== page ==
Quasi autonomous non-governmental organizationI learned a new word today.  I found it reading an article in the British press about entities which the coalition government is targeting for closure, to help with the budget issues facing their government.  What struck me was the extensive list they had to choose from.  I kept scrolling and scrolling and scrolling and scrolling and scrolling and scrolling …

Then I started to do the math.  If each one of these entities employed 15 people (and you know it takes that many just to push the elevator buttons in some organizations), and if they paid each of those people a mere £35,000 a year (that’s Alt+0163 for those of you wondering, “How can I put a pound sign on my numbers?”), what sort of bunker busting number would we come up with?  As I didn’t actually count all the title listings, we’ll just say, way more money than we would need to buy a small house in the country and fill up all the sinks with precious stones.

The name given to these entities, especially in Britain is Quango or more precisely but less easily pronounced, Qango, which stands for Quasi-autonomous non-government organization. 

The best example to illustrate a Quango in the US is the post office.  The sale of postage pays for the operation, not a budget item from the Federal Government, but it is integral to the functioning of the nation and is seen as an extension of the government by most people.

And now MERS.  MERS (Mortgage Electronic Registration System) is a privately held subsidiary of MERSCORP of Reston, VA , licensed in Delaware, headquartered in Vienna, VA with a mailing address in Flint, MI.  They appear to prefer you not get too close to them.

MERS was created in 2004, during the housing boom, to track the ownership (Holder in Due Course) of the promissory Note you executed to obtain your home loan. 

The theory is MERS creates a “safe haven” for the note, letting it sit quietly while an “authorized eNote,” a copy of your original, is bought and sold in a flurried frenzy.  The ownership of the complacent mai-tai sipping couch potato of a Note being documented via a MIN (MERS Identification Number).  You should be able to send MERS a note saying, “Hey, it’s me!  Paul Gugenblatzenheimer.  Could you tell me who currently owns my promissory note?” and they should be able to respond, “Well that would be Daisy Duke Holdings, LLC of Vancouver, WA, whose address is …..”

MERS was created by the real estate and mortgage industry to make life simpler.  On the board of MERS currently sit austere members from Fannie Mae, American Land Title Association, Freddie Mac, … well here’s the list, credit to CBS MoneyWatch.

  • Ed Albrigo, Senior Vice President, Enterprise Services, Freddie Mac, McLean, VA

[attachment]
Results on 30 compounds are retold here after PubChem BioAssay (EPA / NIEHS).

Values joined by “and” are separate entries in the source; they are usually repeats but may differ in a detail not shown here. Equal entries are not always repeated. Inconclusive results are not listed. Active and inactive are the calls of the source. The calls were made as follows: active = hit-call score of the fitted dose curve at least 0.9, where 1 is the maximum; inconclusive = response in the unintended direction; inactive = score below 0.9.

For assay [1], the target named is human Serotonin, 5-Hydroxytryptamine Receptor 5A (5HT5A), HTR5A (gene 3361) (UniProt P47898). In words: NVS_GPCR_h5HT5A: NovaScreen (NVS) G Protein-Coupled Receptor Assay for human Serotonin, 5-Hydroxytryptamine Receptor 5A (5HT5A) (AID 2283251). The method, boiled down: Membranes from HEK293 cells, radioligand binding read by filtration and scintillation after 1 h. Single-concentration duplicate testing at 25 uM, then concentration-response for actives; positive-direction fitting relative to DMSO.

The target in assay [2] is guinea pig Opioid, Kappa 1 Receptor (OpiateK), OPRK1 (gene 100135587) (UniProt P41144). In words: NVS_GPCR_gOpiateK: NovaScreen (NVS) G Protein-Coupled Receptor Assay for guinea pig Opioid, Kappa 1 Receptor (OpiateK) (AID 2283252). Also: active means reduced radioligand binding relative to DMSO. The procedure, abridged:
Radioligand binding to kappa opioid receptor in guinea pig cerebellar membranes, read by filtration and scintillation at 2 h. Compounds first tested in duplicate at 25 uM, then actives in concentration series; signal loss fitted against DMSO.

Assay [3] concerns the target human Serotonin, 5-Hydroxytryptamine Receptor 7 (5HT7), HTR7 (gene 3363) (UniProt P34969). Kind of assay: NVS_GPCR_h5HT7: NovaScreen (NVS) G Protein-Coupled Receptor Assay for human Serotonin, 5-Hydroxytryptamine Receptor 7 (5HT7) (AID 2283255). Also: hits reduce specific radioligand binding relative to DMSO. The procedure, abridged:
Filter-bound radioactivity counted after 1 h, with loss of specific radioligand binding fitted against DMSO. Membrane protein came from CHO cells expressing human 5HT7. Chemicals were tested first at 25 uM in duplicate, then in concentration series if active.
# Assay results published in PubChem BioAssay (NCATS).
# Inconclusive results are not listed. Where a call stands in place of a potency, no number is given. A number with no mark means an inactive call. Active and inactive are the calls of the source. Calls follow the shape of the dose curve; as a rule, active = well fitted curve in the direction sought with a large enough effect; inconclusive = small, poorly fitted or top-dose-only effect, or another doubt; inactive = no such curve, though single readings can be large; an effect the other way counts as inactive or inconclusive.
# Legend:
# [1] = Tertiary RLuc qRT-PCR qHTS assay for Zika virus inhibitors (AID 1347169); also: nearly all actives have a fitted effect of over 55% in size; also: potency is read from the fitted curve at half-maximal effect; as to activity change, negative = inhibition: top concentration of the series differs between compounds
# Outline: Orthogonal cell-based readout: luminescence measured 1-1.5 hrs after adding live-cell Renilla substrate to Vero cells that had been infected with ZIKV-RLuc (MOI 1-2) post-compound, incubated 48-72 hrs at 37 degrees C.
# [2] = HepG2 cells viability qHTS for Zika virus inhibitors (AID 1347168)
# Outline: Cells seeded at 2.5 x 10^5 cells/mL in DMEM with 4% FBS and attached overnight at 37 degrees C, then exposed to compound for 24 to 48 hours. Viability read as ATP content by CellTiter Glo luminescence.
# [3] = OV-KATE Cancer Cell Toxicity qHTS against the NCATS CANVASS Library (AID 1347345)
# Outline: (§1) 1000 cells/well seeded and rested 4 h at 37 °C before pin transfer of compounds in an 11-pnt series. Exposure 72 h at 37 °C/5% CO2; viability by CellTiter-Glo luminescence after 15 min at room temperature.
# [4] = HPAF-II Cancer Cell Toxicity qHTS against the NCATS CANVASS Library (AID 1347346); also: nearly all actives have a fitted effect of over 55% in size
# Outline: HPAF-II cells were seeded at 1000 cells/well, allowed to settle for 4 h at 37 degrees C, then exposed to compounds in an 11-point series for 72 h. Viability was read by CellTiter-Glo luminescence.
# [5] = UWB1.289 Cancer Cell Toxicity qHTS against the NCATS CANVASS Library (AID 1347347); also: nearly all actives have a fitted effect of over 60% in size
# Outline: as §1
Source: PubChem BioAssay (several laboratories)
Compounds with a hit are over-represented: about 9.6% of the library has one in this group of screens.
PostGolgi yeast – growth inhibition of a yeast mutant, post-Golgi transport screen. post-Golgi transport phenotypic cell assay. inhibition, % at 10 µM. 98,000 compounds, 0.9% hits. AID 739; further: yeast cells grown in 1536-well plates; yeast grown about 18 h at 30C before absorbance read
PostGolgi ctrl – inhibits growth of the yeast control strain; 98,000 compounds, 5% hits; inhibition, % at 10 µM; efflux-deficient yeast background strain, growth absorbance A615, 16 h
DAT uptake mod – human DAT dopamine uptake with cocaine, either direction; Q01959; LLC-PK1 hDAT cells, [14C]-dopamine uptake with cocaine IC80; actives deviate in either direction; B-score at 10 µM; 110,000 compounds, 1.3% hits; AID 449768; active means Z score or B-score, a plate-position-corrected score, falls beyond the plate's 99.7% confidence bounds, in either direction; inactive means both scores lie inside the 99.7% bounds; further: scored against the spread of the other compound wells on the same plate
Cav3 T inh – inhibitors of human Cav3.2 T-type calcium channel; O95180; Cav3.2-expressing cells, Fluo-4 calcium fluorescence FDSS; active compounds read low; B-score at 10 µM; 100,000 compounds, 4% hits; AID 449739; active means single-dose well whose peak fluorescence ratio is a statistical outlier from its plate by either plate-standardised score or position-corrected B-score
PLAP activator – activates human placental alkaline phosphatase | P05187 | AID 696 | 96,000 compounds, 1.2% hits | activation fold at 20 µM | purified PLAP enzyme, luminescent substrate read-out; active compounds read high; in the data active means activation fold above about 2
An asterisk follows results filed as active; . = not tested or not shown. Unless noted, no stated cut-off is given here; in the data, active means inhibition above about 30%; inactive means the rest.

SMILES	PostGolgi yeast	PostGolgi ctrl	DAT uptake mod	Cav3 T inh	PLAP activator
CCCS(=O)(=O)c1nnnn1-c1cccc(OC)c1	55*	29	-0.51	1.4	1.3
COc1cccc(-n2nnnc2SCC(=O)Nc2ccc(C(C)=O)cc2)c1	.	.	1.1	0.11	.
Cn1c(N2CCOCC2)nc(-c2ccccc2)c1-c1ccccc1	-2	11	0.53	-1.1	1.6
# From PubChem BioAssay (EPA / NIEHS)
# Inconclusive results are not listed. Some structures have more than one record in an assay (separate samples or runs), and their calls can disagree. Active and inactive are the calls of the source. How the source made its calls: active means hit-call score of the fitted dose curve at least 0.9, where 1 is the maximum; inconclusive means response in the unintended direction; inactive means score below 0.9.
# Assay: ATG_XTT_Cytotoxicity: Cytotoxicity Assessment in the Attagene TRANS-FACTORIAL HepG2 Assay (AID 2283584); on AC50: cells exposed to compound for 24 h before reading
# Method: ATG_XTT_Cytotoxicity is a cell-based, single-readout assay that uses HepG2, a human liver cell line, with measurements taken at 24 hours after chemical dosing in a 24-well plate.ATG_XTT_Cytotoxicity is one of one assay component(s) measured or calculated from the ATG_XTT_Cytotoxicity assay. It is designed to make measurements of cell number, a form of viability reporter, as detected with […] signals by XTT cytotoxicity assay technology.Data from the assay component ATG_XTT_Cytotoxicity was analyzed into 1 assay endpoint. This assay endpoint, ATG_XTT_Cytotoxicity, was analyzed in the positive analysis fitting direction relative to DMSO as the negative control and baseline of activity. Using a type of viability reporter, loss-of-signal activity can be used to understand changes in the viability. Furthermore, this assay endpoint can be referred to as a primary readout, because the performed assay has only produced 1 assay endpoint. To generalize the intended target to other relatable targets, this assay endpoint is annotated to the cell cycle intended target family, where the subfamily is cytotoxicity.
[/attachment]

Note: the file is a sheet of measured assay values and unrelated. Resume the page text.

• R.K. Arnold, President & CEO MERSCORP, Inc., Vienna, VA
  • Barry Bier, President Cooper River Financial, LLC, Fort Washington, PA
  • John Courson, President and Chief Operating Officer, Mortgage Bankers Association, Washington, DC
  • … follow the link for the complete list.  These are people with a vested interest in streamlining the process by which they all make money.

MERS says it derives its authority to keep track of your note from 2 pieces of “enabling” legislation, the E-Sign Act of 2000 and UETA of 1999, and there are a few issues with both of those. 

  1. Neither piece of legislation gives authority to make copies of legal tender magically turn into tracked legal tender.  That would be the same as saying it was OK to copy dollar bills and as long as there is a tracking, the copy is legal tender.  Um, no. 
  2. E-sign is for Interstate and Foreign Commerce and allows for an electronic signature to be valid if both parties agree.  It does not give anyone authority to make a wet ink signature transform into a valid electronic signature. 
  3. UETA required ratification by the individual states.  To date 47 states have done so.  If you live in New York, Illinois or Washington state as of this writing, this act (Uniform Electronic Transfer Act) has no legal bearing on you.

bets,betting,casinos,chips,gambling,gambling chips,games,leisure,luck,photographs,poker,poker chips,recreationThe bigger issue for MERS and the current robo-signing problem is they have failed to negate the wet ink signature as the legal tender.  It’s a bit like playing poker.  You put down some money to buy chips.  Hand after hand the pot goes to various players and at the end of the game, everyone cashes in their chips and takes away whatever money is owed to them.  If during the game one of the players went to outside to buy a newspaper and tried handing the newstand attendant a poker chip, even though it might be “worth” $10,000, the guy in the stand is not likely to accept it; you can buy poker chips at any dime store.  Our player would have to go back inside, cash in his chip and give the vendor LEGAL TENDER.

The issue the courts are going to struggle with over the coming few months is whether MERS has the right to foreclose — are they the Holder in Due Course of the original note with its wet ink signature, which is the only LEGAL TENDER involved in a foreclosure action. 

The robo-signers were taking MERS’ word that all the documents were in place.  Now there is less certainty.


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